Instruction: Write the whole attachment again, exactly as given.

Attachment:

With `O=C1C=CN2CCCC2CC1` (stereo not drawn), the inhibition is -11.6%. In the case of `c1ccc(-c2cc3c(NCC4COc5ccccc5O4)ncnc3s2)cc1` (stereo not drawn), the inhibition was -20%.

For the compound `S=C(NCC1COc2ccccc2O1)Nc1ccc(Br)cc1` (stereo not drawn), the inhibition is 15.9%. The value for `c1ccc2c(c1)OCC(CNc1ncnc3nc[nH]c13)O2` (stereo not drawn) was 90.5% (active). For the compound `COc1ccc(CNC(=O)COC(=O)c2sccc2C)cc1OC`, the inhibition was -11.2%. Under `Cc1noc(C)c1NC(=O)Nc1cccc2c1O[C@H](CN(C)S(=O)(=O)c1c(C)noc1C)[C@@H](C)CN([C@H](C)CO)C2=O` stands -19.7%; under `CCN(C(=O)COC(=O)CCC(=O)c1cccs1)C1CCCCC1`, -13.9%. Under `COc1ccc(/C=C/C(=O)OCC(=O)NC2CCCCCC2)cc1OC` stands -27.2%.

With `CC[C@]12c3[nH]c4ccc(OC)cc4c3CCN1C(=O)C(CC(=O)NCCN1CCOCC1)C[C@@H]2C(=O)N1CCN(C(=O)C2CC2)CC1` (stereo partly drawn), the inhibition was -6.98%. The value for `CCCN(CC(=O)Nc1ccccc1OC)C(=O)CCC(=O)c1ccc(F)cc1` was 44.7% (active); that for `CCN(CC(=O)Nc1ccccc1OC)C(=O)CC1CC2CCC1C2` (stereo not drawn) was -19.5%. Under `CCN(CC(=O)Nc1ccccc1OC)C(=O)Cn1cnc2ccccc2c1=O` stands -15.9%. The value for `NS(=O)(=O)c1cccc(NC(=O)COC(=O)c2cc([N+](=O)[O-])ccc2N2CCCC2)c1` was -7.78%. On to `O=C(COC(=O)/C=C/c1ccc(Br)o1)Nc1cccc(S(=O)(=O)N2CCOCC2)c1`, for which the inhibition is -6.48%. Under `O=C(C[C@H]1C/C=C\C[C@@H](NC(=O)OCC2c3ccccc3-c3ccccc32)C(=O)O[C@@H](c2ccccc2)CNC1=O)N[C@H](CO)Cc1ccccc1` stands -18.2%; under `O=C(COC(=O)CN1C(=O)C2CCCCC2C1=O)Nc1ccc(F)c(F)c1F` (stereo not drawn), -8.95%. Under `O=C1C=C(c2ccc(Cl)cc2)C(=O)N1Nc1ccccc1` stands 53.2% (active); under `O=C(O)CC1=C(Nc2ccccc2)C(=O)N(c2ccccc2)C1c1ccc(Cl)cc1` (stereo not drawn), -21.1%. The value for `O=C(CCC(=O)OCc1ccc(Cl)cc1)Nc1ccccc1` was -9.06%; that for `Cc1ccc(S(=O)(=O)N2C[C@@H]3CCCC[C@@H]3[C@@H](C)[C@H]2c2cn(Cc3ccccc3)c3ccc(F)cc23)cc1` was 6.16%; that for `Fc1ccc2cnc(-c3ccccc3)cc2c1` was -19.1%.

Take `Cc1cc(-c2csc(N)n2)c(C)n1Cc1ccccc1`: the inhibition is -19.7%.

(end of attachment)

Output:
With `O=C1C=CN2CCCC2CC1` (stereo not drawn), the inhibition is -11.6%. In the case of `c1ccc(-c2cc3c(NCC4COc5ccccc5O4)ncnc3s2)cc1` (stereo not drawn), the inhibition was -20%.

For the compound `S=C(NCC1COc2ccccc2O1)Nc1ccc(Br)cc1` (stereo not drawn), the inhibition is 15.9%. The value for `c1ccc2c(c1)OCC(CNc1ncnc3nc[nH]c13)O2` (stereo not drawn) was 90.5% (active). For the compound `COc1ccc(CNC(=O)COC(=O)c2sccc2C)cc1OC`, the inhibition was -11.2%. Under `Cc1noc(C)c1NC(=O)Nc1cccc2c1O[C@H](CN(C)S(=O)(=O)c1c(C)noc1C)[C@@H](C)CN([C@H](C)CO)C2=O` stands -19.7%; under `CCN(C(=O)COC(=O)CCC(=O)c1cccs1)C1CCCCC1`, -13.9%. Under `COc1ccc(/C=C/C(=O)OCC(=O)NC2CCCCCC2)cc1OC` stands -27.2%.

With `CC[C@]12c3[nH]c4ccc(OC)cc4c3CCN1C(=O)C(CC(=O)NCCN1CCOCC1)C[C@@H]2C(=O)N1CCN(C(=O)C2CC2)CC1` (stereo partly drawn), the inhibition was -6.98%. The value for `CCCN(CC(=O)Nc1ccccc1OC)C(=O)CCC(=O)c1ccc(F)cc1` was 44.7% (active); that for `CCN(CC(=O)Nc1ccccc1OC)C(=O)CC1CC2CCC1C2` (stereo not drawn) was -19.5%. Under `CCN(CC(=O)Nc1ccccc1OC)C(=O)Cn1cnc2ccccc2c1=O` stands -15.9%. The value for `NS(=O)(=O)c1cccc(NC(=O)COC(=O)c2cc([N+](=O)[O-])ccc2N2CCCC2)c1` was -7.78%. On to `O=C(COC(=O)/C=C/c1ccc(Br)o1)Nc1cccc(S(=O)(=O)N2CCOCC2)c1`, for which the inhibition is -6.48%. Under `O=C(C[C@H]1C/C=C\C[C@@H](NC(=O)OCC2c3ccccc3-c3ccccc32)C(=O)O[C@@H](c2ccccc2)CNC1=O)N[C@H](CO)Cc1ccccc1` stands -18.2%; under `O=C(COC(=O)CN1C(=O)C2CCCCC2C1=O)Nc1ccc(F)c(F)c1F` (stereo not drawn), -8.95%. Under `O=C1C=C(c2ccc(Cl)cc2)C(=O)N1Nc1ccccc1` stands 53.2% (active); under `O=C(O)CC1=C(Nc2ccccc2)C(=O)N(c2ccccc2)C1c1ccc(Cl)cc1` (stereo not drawn), -21.1%. The value for `O=C(CCC(=O)OCc1ccc(Cl)cc1)Nc1ccccc1` was -9.06%; that for `Cc1ccc(S(=O)(=O)N2C[C@@H]3CCCC[C@@H]3[C@@H](C)[C@H]2c2cn(Cc3ccccc3)c3ccc(F)cc23)cc1` was 6.16%; that for `Fc1ccc2cnc(-c3ccccc3)cc2c1` was -19.1%.

Take `Cc1cc(-c2csc(N)n2)c(C)n1Cc1ccccc1`: the inhibition is -19.7%.